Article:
The Two Faces of Putting
Putters have been at the top of the golf equipment news lately with the buzz about long putters and belly putters, and I sounded off on that recently. But I received an email from a reader asking my opinion regarding the face of the putter – milled vs. insert. I love it when you guys send me a new topic to dive into, so here goes.
It’s pretty universally accepted that the ball has to be given a pure and solid roll in order to run true to the intended line, but the “purity” of the roll the ball takes off the putter face is affected by several variables.
The effective loft of the putter face at impact is very important, as you do not want the ball lofted into the air at impact, but you do not want it compressed into the turf either. The roll is also influenced by the angle of approach to the ball – is it steep or shallow/level to the ground? Many putting experts claim that the best roll is imparted to the ball when the putter is moving very slightly upward at impact, with only 1-2 degrees of “effective loft” at that point. I can’t argue that at all.
Which . . . finally . . . brings us to the subject of the treatment of the face of the putter, and this area of putter design and manufacturing technology has evolved over the past few decades. Early putter faces were polished on a sand belt running over a flat metal plate. This produced reasonably flat faces that certainly won many PGA tour events. In the 1990s, a trend to give the face more attention and precision by CNC-milling the face surface gained traction. There’s no question that the process delivers much more precision than the old sanding method.
Then along came the “new” idea of softer face inserts in putters to affect feel, sound and the time the ball adheres to the face, with claims by the brands who did this that this adhesion imparted a truer roll to the ball. Odyssey® and others rocketed to the forefront of putter category with this single feature, and supported their claims of a truer roll with high-speed video to prove their claims.
The CNC-milled believers countered that by applying a variety of milling textures to the face, claiming that the ball takes on a better roll because of this treatment, and all also had some kind of slow motion video to prove it.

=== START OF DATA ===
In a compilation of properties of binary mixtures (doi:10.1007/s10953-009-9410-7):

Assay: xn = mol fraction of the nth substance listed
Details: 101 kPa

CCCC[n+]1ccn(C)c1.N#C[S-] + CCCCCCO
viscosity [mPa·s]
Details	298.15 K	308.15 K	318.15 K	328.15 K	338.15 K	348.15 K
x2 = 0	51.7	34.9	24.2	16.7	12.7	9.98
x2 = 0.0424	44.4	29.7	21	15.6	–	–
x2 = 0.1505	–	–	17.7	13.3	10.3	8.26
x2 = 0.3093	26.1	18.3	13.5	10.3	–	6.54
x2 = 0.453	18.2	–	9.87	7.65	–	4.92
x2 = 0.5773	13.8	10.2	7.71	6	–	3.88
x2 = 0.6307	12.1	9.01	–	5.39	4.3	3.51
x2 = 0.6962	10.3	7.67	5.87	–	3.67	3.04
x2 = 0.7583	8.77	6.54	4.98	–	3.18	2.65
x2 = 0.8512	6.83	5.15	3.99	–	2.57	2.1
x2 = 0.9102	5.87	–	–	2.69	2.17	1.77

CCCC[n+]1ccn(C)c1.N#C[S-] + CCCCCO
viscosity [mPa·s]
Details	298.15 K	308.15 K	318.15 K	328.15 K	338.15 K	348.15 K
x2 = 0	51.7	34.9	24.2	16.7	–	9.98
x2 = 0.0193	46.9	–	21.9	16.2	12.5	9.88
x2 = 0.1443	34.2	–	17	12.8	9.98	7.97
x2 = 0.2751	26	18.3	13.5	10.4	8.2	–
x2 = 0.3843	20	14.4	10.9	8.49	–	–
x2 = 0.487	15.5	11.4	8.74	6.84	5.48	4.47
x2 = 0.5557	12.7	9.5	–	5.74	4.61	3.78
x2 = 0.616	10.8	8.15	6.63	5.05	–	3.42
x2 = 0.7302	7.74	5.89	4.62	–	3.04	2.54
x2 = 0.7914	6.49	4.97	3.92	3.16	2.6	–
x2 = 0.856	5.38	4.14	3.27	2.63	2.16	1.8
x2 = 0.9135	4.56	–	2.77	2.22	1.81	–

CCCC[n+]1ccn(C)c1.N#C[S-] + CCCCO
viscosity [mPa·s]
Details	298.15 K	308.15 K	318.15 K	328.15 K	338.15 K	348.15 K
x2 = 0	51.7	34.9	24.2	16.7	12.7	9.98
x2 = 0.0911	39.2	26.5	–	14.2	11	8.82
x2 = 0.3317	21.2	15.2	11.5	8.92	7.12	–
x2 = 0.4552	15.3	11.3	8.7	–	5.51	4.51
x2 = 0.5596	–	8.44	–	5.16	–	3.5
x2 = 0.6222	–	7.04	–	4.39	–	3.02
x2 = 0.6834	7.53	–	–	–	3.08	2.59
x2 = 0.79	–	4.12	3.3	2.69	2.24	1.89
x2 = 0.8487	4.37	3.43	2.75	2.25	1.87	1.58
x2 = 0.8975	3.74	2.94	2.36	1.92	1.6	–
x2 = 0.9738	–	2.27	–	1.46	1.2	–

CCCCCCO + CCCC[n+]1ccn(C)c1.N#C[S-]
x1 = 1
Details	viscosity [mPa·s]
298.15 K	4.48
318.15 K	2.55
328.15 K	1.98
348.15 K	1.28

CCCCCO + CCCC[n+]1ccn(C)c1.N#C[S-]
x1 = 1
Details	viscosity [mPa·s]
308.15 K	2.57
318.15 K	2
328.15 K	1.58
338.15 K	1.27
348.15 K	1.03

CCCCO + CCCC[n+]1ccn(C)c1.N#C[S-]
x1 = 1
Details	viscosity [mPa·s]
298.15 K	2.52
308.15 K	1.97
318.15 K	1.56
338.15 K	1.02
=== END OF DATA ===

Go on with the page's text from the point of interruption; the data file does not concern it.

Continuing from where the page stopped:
So, which is better? I think the answer is simple. YOU have to decide for yourself what works better. I can tell you that the treatment of the face cannot convert you from a bad putter to a good one. Every day on the professional tours and every local course, guys are heating it up on the greens with all kinds of putters – milled, insert, no special treatment at all. And I don’t think there is one golfer out there who was transformed from a bad putter to a good one because they changed the kind of face their putter had on it.
The secret is that whatever gives you confidence, go for it. As that . . . in my opinion . . . is the single most important putting fundamental. Golfers who putt well come in all shapes and sizes, all kinds of putting styles and stroke paths. You know them. They look like hell but can putt the eyes out of the ball. And they carry a wide variety of putters, with all kinds of faces. Some are so beat up there’s not a flat place on them . . . but don’t bet against that guy with the old Ray Cook, Bullseye or Ping.
The problem is that confidence only comes through success. Success only comes through solid fundamentals and practice. And that takes time and commitment.
But then, whoever said this was gonna be easy?
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[ comments ]
Putting is all about comfort and confidence. If you're comfortable standing over the ball with the flat stick in your had, and confident in your stroke, you're probably going to make the putt.
I've got a Cameron Newport Mid Slant thats been in my bag for about 9 years now, I loved that putter since the day I got it. It has a smooth face, no insert, just a putter. But I have still tried to replace it, somehow thinking I was missing something by not having an insert or heel shafted, milled, etc. Eventually I always come back to it though because I'm just more comfortable with it